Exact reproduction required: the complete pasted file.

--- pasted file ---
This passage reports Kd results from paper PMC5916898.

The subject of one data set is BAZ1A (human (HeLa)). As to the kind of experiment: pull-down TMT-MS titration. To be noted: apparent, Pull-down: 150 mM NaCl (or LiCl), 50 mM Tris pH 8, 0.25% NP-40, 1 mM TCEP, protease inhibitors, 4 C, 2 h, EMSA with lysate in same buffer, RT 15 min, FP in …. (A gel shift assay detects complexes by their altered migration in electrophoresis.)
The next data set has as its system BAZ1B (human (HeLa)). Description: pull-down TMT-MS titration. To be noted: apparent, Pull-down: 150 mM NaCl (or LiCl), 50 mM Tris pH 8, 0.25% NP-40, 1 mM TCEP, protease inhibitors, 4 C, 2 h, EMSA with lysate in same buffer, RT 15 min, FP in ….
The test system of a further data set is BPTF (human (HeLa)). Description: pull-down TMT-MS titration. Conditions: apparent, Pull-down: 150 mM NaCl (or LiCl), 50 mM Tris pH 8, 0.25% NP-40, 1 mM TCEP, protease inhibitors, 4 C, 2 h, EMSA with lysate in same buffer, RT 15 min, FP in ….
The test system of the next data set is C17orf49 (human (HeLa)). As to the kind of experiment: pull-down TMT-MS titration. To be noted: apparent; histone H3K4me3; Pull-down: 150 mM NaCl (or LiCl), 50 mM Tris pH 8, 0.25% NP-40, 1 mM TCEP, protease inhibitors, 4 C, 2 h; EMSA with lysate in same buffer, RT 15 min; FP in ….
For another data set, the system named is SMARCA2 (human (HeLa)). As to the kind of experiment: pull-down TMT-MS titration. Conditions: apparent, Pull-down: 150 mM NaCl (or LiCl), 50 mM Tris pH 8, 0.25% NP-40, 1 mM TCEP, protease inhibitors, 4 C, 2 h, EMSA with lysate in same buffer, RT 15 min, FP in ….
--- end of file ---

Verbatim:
This passage reports Kd results from paper PMC5916898.

The subject of one data set is BAZ1A (human (HeLa)). As to the kind of experiment: pull-down TMT-MS titration. To be noted: apparent, Pull-down: 150 mM NaCl (or LiCl), 50 mM Tris pH 8, 0.25% NP-40, 1 mM TCEP, protease inhibitors, 4 C, 2 h, EMSA with lysate in same buffer, RT 15 min, FP in …. (A gel shift assay detects complexes by their altered migration in electrophoresis.)
The next data set has as its system BAZ1B (human (HeLa)). Description: pull-down TMT-MS titration. To be noted: apparent, Pull-down: 150 mM NaCl (or LiCl), 50 mM Tris pH 8, 0.25% NP-40, 1 mM TCEP, protease inhibitors, 4 C, 2 h, EMSA with lysate in same buffer, RT 15 min, FP in ….
The test system of a further data set is BPTF (human (HeLa)). Description: pull-down TMT-MS titration. Conditions: apparent, Pull-down: 150 mM NaCl (or LiCl), 50 mM Tris pH 8, 0.25% NP-40, 1 mM TCEP, protease inhibitors, 4 C, 2 h, EMSA with lysate in same buffer, RT 15 min, FP in ….
The test system of the next data set is C17orf49 (human (HeLa)). As to the kind of experiment: pull-down TMT-MS titration. To be noted: apparent; histone H3K4me3; Pull-down: 150 mM NaCl (or LiCl), 50 mM Tris pH 8, 0.25% NP-40, 1 mM TCEP, protease inhibitors, 4 C, 2 h; EMSA with lysate in same buffer, RT 15 min; FP in ….
For another data set, the system named is SMARCA2 (human (HeLa)). As to the kind of experiment: pull-down TMT-MS titration. Conditions: apparent, Pull-down: 150 mM NaCl (or LiCl), 50 mM Tris pH 8, 0.25% NP-40, 1 mM TCEP, protease inhibitors, 4 C, 2 h, EMSA with lysate in same buffer, RT 15 min, FP in ….